Finally, I need to bring along out cart to get all this stuff in and out of the building. No sense making a dozen trips in and out to the car if we can do it in two or three trips.

Logistics. After we unload the car I have to set all the stuff up and test it. Then, on Wednesday afternoon, after our two day project is wrapped at the location I'll pack all that stuff back in boxes and cases, cart it out to the car, drive it home and carry it back into the studio. We'll check all the lights, meters and cameras to see if anything needs batteries or maintenance and then start on the post processing part of the job. 

Once I've got a handle on post processing I'll start pulling stuff out of travel cases and putting it back on the shelves and in the cabinets where it mostly lives. 

At every step of the way it's the logistics of moving things in and out, remembering the little accessories that attach or power the bigger stuff, having the right materials, etc. I'm lucky on this job in that they have their own, dedicated make-up person and their own costume and wardrobe manager. There's a P.A. on set and, since the main production company is very professional there will be coffee. 

I'll have Ben or another assistant travel to the theater in a separate car and help with with the load in and then again the next day with the load out. But I sure don't need an assistant to hang out with me all day long. Especially since I anticipate a lot of downtime for costume and make-up changes. 

We'll have a tight turnaround on Weds. We finish shooting at 4 pm and start packing and moving gear to the car. I anticipate being back at the studio by five or five-thirty where we'll unload and then grab a different set of cameras (2 x S1s) repack the same lenses, and head back to the theater complex to photography that evening's show of "Songs Under the Stars." That's the outdoor concert series I've working on. The rest of the week is dedicated to post production with a little break for a location scout out at Luminex. But the Luminex shoot doesn't happen until the following week so I haven't starting worrying about the logistics on that one just yet. One at a time. I think that's the best way to handle stuff. 

Looking back over 30 years or so I'm fascinated with just how much of my career has involved the logistics of packing and moving stuff. We did a project in Russia in 1995 that required cases full of Hasselblad cameras and lenses, cases of film and Polaroid and cases of lights and stands. We spent a couple of weeks shooting the Catherine Palace and the Alexander Palace and it was a quick reminder that handicap access was not on the radar at that time in St. Petersburg or Puskin. Just more layers to logistics. 

It's all about packing and gear handling. Many times I dreamed of being a photojournalist instead. One Domke bag full of gear and some strange khaki vest with pockets. That and a passport. 

But I think commercial work turned out to be more financially productive....

Life. All about regrets, lost opportunities and logistics. Always logistics.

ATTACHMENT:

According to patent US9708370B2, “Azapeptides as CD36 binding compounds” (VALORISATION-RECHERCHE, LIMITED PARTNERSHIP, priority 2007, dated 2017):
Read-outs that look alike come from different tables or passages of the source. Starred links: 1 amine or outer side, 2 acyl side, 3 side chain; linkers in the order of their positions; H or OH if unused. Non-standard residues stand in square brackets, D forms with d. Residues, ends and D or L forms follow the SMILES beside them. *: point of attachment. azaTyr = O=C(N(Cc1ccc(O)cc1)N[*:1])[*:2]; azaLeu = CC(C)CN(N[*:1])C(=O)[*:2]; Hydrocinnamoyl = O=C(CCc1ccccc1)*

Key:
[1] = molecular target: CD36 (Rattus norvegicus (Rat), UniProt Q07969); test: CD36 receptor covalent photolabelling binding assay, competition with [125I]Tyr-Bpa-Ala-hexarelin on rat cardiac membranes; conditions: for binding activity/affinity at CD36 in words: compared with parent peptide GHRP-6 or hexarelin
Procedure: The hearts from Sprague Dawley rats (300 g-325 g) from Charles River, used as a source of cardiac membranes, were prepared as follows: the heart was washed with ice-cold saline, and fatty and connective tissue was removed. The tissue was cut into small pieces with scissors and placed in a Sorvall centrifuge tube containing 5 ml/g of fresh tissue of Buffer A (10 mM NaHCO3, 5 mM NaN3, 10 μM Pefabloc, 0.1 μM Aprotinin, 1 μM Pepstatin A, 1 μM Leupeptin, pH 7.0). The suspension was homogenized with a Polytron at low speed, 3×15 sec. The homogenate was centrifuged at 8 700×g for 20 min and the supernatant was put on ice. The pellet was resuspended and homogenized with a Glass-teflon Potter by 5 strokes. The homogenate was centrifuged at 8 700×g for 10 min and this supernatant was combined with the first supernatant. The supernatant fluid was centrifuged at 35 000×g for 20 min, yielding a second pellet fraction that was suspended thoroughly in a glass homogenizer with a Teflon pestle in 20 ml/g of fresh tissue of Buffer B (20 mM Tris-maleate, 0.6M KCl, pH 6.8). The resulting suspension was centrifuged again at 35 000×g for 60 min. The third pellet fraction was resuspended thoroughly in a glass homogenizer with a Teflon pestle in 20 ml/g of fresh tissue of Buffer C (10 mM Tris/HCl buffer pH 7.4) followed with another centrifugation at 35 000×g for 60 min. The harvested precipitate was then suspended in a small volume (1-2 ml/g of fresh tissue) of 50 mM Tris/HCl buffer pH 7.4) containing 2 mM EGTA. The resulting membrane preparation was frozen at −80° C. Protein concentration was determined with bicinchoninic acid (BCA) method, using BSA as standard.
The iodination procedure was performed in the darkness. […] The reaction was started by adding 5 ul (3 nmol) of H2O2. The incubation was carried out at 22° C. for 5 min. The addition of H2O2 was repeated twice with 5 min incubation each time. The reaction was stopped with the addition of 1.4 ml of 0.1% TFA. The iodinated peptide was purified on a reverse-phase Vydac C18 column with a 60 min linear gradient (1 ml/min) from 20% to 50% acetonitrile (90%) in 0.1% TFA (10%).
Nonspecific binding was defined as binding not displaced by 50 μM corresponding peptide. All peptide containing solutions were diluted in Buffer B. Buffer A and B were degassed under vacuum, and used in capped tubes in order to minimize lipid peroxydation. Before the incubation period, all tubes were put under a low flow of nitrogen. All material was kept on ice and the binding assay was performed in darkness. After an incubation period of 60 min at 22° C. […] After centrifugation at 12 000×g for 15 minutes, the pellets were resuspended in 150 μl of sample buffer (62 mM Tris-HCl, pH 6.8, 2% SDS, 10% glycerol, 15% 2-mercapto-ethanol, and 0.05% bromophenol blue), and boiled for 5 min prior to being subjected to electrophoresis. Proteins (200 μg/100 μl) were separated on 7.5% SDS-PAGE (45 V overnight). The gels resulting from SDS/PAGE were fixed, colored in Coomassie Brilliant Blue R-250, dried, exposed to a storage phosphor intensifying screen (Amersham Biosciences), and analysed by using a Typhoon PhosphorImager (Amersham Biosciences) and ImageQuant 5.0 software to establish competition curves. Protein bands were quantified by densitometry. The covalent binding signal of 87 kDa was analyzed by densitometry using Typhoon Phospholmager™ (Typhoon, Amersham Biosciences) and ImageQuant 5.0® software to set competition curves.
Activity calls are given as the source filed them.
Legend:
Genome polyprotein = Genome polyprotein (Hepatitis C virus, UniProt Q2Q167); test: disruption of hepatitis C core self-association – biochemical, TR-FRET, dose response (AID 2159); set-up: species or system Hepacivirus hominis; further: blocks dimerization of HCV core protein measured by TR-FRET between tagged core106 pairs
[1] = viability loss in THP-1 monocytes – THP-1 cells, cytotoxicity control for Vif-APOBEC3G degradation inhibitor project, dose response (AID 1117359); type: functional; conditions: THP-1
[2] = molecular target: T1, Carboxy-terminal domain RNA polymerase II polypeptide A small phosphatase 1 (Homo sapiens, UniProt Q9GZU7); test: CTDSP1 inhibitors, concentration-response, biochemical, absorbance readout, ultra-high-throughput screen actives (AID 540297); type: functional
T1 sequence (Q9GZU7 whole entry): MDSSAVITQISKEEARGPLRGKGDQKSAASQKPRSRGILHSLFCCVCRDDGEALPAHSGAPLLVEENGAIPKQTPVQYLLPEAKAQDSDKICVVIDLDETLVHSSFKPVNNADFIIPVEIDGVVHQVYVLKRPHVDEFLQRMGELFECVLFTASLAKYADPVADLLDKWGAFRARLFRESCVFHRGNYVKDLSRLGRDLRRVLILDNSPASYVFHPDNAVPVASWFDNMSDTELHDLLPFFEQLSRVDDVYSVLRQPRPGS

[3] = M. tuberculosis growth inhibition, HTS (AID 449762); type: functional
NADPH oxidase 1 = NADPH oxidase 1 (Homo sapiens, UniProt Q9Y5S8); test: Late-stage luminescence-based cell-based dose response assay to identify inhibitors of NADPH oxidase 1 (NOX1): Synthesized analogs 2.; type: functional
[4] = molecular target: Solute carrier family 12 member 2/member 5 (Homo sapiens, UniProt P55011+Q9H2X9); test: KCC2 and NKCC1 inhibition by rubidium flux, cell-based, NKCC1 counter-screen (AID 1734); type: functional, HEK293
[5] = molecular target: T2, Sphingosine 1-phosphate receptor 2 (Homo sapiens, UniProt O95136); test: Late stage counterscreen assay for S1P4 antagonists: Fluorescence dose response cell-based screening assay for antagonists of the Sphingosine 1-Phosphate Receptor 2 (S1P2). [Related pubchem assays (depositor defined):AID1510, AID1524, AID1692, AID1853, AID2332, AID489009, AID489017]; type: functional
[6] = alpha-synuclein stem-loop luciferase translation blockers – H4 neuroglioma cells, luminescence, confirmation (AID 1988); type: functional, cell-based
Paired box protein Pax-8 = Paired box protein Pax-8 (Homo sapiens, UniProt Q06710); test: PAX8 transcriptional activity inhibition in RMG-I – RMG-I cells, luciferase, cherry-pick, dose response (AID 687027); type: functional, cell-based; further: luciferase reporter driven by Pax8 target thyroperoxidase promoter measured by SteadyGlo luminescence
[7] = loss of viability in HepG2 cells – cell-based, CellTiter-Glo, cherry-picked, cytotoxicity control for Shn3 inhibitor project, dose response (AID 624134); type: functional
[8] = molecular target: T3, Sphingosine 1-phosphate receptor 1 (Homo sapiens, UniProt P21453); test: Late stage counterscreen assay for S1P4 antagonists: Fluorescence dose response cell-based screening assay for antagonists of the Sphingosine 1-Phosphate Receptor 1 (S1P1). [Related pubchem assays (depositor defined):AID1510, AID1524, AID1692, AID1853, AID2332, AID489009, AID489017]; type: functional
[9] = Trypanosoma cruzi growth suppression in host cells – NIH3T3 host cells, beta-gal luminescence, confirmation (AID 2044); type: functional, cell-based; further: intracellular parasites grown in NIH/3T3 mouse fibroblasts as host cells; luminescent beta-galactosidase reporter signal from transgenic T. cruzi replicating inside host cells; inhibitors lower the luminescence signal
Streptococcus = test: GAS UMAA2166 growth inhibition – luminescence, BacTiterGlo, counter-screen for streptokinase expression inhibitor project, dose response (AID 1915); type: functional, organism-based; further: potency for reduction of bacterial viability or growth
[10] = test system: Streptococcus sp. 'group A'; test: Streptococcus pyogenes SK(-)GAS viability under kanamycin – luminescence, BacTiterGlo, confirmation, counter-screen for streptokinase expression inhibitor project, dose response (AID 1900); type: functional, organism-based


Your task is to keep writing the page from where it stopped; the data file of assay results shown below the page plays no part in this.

Dammit. I forgot about the tripod. Now I've added that to the list....

Somewhere in there I'll make time for a 65th birthday celebration and a couple of swim workouts. Staying busy is energizing. Feels just like the old days.

8 comments:

Eric Rose said...
This comment has been removed by the author.
Eric Rose said...

I hope once you get past of the mechanics of producing video work that it will become second nature and your true creative image making side can be put back to use. Right now your problem solving to record an event rather than creating a story on video. That's not to say it's not hard work and lots of thought has to go into it but I know deep down it's the creative side that in the long term will get you excited and keep you shooting video. Even after the paycheques are no longer coming in.

I find a lot of the creativity in video work happens in the editing. A good or bad edit can make all the difference. Getting the video in "the can" so to speak is a given. That's not to take away from a good DP and their creative input.

I can't wait for when you can use the same creative talents you utilize for portraiture in your own original video productions!

Happy birthday from both Erna and I. Now you start counting backwards.

Eric

Nick said...

I empathize very much with how much time goes into prep and logistics and the like compared to the "real" work. I'm more of a manager now, but when I was a full-time lab scientist, I'd say <10% of my time was actually spent collecting data, and 95%+ of that data was just to identify what I was doing wrong. The majority of my time was spent in designing, building, or fixing stuff. I didn't realize that being a chemist (masquerading as an optical scientist) would also mean being an electrician, an electronics tech, a programmer, a plumber, and a mechanic.

I knew some field scientists at one point; they had all of that, plus logistics issues similar to yours! There's a reason I didn't ever do field work.

Kirk Tuck, Photographer/Writer said...

Eric, I get what you are saying about video but this particular project is totally still photography. We're making a series of photos that will be used, I hope, creatively in the actual live production of Mr. William's newest play.

Think massive raw files not light and lovely video stuff.

Bob said...

I was a field engineer for years, so I get it.

I was also a photojournalist for a few years, too, so I totally get that, too. And miss it!

Michael Matthews said...

So that’s where the glamour is. Kidding aside, I’d like to see a time lapse video of you packing all that stuff into a Subaru. Does the nine-foot roll of paper need a nine-and-a-half foot rod to ride upon? Or is the core self supporting? Is it time to rent a truck?

Bassman said...

I think most creative jobs, in the end, turn into logistics exercises that surround the creative parts.

I spent a few years in a bar band. Loading the gear into the car, driving to the gig, unloading the car, setup on stage, tear down, loading the car, driving home, unloading the car. These consumed way more time than the performance. Add to that practice, rehearsals, gear maintenance, gear acquisition and it becomes even more lopsided.

Ad if you consider the creative core (perhaps) writing the music, creating an arrangement, and learning the performance, then the core creative pairs a minuscule portion of the total time invested.

Mitch said...

24 years as a full time news photographer and always always always I was asking "what's the throw" of other people who had been at that event or this venue before. Or started figuring my remotes (bodies, triggers, miles of cables for the places where we couldn't use triggers, small stands, grips, arms and clamps plus extra bodies and lenses by the score). And in a blink, that Domke bag with a few lenses slug over the shoulder as you caught the last chopper into the zone turned into cases of gear and musing if you should bring the 400 F 2.8 or the 600F 4... or both and set one on a remote...

No matter what you shoot, you're gonna lug gear.